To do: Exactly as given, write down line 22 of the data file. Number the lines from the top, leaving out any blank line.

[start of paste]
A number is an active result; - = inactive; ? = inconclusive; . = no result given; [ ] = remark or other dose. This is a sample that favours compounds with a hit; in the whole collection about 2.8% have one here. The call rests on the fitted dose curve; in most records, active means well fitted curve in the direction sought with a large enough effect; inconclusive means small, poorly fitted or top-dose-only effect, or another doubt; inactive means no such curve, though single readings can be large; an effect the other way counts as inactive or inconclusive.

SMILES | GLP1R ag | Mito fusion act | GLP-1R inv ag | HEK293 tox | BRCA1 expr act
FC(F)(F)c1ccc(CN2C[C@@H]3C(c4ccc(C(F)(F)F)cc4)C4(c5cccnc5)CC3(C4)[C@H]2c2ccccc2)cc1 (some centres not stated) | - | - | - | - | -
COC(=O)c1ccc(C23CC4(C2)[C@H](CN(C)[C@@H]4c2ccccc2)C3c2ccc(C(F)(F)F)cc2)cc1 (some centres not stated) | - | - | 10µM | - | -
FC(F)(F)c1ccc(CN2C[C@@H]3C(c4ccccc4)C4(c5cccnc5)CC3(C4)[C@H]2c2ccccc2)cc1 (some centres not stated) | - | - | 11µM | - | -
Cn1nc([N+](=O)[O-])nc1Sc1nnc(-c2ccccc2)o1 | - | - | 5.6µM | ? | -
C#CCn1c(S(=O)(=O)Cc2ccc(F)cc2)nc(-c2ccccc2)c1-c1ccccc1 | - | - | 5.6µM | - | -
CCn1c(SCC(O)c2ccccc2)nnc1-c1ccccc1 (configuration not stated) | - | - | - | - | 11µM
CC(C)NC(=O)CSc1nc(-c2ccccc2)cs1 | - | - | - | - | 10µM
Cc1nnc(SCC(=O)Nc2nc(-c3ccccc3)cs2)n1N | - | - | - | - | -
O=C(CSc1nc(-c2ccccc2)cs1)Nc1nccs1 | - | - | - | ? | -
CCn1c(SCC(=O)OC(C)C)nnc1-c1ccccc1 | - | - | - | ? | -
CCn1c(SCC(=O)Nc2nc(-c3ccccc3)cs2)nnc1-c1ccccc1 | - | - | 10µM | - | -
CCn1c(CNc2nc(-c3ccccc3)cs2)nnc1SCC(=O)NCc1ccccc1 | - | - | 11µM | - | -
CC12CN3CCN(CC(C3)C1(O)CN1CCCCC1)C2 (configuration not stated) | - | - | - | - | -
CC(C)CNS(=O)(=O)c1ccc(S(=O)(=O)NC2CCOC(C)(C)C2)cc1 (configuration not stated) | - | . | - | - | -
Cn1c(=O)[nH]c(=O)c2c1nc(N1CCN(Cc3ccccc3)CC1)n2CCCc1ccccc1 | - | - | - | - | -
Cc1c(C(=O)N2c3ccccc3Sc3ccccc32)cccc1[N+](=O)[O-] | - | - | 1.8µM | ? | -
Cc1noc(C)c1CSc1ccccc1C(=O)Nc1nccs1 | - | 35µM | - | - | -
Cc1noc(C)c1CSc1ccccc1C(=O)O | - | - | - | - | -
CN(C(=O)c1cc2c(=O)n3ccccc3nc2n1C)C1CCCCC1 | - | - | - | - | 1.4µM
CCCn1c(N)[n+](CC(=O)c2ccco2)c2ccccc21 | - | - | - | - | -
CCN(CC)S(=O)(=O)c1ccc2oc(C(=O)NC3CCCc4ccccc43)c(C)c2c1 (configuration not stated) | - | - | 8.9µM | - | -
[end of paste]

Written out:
CCCn1c(N)[n+](CC(=O)c2ccco2)c2ccccc21 | - | - | - | - | -